# Prove or disprove if $m(x)=\prod_{j=1}^{s}(x-\lambda_{j}^{2})$ is the minimal polynomial of a linear map $T\circ T:V\to V$

Prove or disprove:

If $$m(x)=\prod_{j=1}^{s}(x-\lambda_{j}^{2})$$ (with $$\lambda_i\not=\lambda_j$$ for $$i\not=j$$) is the minimal polynomial of a linear transformation $$T\circ T:V\to V$$, with $$V$$ a $$\mathbb{K}$$-vector space of dimension $$n$$, and $$\lambda_j\in\mathbb{K}$$ $$\forall j=1,\ldots,s$$, then $$T$$ is diagonalizable.

My attempt:

Since $$m(x)$$ is the minimal polynomial of $$T^{2}=T\circ T$$, then by Cayley-Hamilton theorem: $$m([T]^{2})=\prod_{j=1}^{s}([T]^{2}-\lambda_{j}^{2}I^{2})=0$$ Where $$I$$ is the identity matrix and $$[T]$$ the matrix associated to $$T$$. So: $$\prod_{j=1}^{s}([T]+\lambda_{j}I)\cdot\prod_{j=1}^{s}([T]-\lambda_{j}I)=0$$ Then $$T$$ is diagonalizable iff $$2s\leq n$$.

I think my conclusion isn't correct, however I can't think of another way to develop the problem. I would greatly appreciate your help.

• T is diagonalizable if and only if it minimal polynomial can be written as $(t-\lambda_1)\cdots(t-\lambda_k)$ where $\lambda_1,\cdots\lambda_k$ are distinct eigenvalues of $T$. 2 days ago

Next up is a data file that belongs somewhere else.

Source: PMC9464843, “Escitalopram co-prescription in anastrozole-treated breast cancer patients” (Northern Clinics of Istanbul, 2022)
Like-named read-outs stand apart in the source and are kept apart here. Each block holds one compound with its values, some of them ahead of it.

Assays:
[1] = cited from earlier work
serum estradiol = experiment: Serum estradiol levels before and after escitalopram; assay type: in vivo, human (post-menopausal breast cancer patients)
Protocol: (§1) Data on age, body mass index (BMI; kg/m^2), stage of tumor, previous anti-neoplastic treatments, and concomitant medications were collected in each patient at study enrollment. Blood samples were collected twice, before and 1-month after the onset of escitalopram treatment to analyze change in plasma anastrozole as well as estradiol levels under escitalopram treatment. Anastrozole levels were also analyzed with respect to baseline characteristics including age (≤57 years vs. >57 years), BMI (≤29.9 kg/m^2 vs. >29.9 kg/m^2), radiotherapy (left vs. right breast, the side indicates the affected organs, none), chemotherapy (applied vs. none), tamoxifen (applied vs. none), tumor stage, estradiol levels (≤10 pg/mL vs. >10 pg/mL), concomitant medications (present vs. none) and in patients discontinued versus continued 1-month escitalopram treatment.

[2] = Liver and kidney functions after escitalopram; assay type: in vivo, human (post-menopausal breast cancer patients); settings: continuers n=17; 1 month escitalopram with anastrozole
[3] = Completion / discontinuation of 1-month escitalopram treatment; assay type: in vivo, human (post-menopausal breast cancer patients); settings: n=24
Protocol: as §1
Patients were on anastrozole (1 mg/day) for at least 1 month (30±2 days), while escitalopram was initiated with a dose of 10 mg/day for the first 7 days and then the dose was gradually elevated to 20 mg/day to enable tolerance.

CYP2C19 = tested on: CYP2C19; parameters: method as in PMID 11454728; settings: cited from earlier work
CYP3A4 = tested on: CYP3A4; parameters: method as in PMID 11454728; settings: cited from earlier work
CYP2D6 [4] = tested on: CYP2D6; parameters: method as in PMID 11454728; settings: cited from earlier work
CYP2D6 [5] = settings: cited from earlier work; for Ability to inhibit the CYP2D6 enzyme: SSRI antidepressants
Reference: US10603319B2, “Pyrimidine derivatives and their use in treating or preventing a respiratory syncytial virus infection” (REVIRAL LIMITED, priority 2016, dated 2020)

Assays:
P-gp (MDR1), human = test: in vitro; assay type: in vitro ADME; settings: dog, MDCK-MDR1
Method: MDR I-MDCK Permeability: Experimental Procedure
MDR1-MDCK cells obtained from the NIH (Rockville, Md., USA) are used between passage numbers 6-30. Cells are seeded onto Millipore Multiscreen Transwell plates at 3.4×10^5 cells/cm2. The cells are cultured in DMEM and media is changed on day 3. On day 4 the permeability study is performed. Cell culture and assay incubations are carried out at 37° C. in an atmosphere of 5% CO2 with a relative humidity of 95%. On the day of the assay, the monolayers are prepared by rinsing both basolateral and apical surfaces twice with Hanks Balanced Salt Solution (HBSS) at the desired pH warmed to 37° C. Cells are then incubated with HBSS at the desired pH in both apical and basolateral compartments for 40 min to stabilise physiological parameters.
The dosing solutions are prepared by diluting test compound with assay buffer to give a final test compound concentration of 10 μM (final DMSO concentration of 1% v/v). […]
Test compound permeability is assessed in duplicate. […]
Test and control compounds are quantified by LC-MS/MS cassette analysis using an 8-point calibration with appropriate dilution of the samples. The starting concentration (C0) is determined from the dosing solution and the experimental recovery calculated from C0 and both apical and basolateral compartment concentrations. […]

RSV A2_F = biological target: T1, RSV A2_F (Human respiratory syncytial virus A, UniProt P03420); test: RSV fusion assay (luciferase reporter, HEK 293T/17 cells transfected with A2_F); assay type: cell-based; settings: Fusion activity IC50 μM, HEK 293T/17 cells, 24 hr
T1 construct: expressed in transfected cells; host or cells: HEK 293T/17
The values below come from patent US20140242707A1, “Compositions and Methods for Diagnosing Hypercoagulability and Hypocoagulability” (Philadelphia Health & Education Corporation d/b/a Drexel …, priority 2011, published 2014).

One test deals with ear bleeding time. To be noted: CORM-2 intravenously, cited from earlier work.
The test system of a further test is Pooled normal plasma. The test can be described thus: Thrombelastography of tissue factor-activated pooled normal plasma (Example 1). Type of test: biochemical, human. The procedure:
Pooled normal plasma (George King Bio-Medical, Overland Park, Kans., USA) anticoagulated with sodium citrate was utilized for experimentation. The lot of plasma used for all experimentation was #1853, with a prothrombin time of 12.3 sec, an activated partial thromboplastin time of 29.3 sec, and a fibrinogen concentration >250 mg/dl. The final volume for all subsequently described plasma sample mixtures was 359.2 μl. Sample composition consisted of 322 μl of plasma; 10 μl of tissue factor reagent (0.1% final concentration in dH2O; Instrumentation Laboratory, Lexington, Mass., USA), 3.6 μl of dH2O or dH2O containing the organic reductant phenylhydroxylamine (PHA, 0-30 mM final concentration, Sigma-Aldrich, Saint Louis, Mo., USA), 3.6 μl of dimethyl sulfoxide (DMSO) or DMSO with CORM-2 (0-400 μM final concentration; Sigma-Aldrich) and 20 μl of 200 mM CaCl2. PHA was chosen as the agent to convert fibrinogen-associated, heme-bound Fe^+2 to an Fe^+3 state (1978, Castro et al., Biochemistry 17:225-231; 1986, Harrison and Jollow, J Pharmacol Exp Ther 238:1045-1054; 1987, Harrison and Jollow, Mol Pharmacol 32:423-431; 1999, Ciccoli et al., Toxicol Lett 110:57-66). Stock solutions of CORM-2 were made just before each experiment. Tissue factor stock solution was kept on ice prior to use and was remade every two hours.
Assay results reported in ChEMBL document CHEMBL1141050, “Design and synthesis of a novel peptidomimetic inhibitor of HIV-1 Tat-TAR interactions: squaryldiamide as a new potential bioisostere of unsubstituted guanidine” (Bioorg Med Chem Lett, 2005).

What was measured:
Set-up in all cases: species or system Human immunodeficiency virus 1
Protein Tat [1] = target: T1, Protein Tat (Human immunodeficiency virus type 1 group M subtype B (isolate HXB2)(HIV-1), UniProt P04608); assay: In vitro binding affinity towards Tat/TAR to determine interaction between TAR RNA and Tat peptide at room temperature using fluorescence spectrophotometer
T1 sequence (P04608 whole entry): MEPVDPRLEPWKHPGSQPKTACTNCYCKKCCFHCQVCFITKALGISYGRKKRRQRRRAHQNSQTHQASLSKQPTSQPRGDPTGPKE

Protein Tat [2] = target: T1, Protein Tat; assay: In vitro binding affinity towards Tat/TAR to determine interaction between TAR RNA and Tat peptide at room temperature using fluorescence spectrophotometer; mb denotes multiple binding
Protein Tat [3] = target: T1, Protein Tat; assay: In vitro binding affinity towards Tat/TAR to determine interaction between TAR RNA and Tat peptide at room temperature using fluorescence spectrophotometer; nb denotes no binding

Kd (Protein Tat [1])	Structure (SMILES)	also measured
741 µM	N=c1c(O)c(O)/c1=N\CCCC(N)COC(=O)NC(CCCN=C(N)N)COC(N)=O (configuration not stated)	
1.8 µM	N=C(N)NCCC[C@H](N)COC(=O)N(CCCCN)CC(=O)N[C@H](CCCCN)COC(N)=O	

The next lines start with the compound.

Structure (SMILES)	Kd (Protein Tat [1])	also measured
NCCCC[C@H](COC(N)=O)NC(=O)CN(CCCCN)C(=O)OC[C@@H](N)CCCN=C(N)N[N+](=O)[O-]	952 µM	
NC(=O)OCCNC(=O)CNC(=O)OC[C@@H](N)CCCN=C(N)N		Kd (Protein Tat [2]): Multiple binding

• If zero is not one of the $\lambda_i$ then $T$ is diagonalizable. 2 days ago

## 1 Answer

Note: we also suppose that $$\lambda_i^2 \neq \lambda_j^2$$ for $$i \neq j$$ below.

In a finite dimensional space $$V$$ of dimension $$n$$, a linear transformation is diagonalizable if and only if its minimal polynomial is a product of distinct linear factors.

Considering what you noticed in the question, the minimal polynomial $$\mu(x)$$ of $$T$$ divides $$M(x)=m(x^2)$$. If $$0$$ is not one of the $$\lambda_i$$ and the characteristic of $$\mathbb K$$ is not equal to $$2$$, then $$M$$ splits in distinct linear factors (as $$-\lambda_i \neq \lambda_i$$), hence $$\mu$$ also and $$T$$ is diagonalizable.

If zero is one of the $$\lambda_i$$, then it exists $$v \neq 0$$ such that $$T^2(v)=0$$ and $$T(v)\neq 0$$ and $$T$$ is not diagonalizable.

If the characteristic of $$\mathbb K$$ is equal to $$2$$, then $$T$$ is never diagonalizable for a similar reason as above paragraph as in that case $$x^2-\lambda^2=(x-\lambda)^2$$ for any $$\lambda \in \mathbb K$$.